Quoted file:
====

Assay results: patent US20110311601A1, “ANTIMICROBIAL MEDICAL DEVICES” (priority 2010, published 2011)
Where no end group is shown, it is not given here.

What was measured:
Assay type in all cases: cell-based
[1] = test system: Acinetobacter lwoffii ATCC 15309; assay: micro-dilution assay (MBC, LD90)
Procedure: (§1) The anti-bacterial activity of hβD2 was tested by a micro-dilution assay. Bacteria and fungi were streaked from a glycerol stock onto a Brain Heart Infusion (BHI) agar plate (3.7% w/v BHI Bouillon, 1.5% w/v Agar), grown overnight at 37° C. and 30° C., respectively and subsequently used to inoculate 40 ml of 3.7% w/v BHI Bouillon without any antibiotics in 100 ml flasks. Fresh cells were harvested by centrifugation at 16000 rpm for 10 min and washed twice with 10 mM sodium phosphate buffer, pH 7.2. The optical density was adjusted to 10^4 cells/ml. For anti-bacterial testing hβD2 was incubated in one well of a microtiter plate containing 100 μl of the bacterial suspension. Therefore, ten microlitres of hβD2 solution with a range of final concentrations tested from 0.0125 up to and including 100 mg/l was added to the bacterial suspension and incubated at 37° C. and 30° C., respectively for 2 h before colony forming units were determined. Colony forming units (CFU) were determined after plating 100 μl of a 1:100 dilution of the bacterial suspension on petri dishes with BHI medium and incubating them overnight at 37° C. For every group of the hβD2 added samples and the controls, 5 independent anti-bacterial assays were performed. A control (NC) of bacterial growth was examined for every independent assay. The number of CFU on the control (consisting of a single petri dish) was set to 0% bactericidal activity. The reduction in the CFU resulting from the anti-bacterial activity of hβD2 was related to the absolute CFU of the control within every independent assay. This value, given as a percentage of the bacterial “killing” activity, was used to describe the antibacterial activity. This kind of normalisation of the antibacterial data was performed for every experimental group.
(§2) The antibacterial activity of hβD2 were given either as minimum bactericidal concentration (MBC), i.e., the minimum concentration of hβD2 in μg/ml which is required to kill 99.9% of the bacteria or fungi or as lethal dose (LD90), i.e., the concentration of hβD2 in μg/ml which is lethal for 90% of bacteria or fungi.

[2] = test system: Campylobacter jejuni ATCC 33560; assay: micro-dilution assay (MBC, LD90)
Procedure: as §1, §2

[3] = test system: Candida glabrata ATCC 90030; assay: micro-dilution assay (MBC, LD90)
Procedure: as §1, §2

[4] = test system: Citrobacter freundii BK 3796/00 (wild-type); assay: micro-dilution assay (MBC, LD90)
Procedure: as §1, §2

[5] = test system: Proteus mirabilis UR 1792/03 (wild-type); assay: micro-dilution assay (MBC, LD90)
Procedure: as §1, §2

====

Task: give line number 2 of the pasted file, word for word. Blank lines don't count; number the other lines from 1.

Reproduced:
Where no end group is shown, it is not given here.